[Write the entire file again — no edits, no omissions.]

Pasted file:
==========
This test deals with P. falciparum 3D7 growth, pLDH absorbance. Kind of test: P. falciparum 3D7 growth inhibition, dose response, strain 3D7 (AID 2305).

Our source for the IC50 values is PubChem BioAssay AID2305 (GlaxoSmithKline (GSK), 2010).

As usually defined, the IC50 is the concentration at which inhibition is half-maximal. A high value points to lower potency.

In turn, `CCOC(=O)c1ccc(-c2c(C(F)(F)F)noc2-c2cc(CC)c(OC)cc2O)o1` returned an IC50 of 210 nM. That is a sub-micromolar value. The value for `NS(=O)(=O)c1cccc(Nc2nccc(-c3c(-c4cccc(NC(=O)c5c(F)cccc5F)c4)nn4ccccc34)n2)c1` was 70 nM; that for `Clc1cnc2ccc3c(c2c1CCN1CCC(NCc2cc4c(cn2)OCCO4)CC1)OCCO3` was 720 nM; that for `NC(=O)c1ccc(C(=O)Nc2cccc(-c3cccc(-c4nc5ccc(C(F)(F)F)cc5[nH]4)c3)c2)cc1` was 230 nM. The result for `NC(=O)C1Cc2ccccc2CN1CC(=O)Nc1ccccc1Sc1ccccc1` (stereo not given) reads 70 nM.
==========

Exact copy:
This test deals with P. falciparum 3D7 growth, pLDH absorbance. Kind of test: P. falciparum 3D7 growth inhibition, dose response, strain 3D7 (AID 2305).

Our source for the IC50 values is PubChem BioAssay AID2305 (GlaxoSmithKline (GSK), 2010).

As usually defined, the IC50 is the concentration at which inhibition is half-maximal. A high value points to lower potency.

In turn, `CCOC(=O)c1ccc(-c2c(C(F)(F)F)noc2-c2cc(CC)c(OC)cc2O)o1` returned an IC50 of 210 nM. That is a sub-micromolar value. The value for `NS(=O)(=O)c1cccc(Nc2nccc(-c3c(-c4cccc(NC(=O)c5c(F)cccc5F)c4)nn4ccccc34)n2)c1` was 70 nM; that for `Clc1cnc2ccc3c(c2c1CCN1CCC(NCc2cc4c(cn2)OCCO4)CC1)OCCO3` was 720 nM; that for `NC(=O)c1ccc(C(=O)Nc2cccc(-c3cccc(-c4nc5ccc(C(F)(F)F)cc5[nH]4)c3)c2)cc1` was 230 nM. The result for `NC(=O)C1Cc2ccccc2CN1CC(=O)Nc1ccccc1Sc1ccccc1` (stereo not given) reads 70 nM.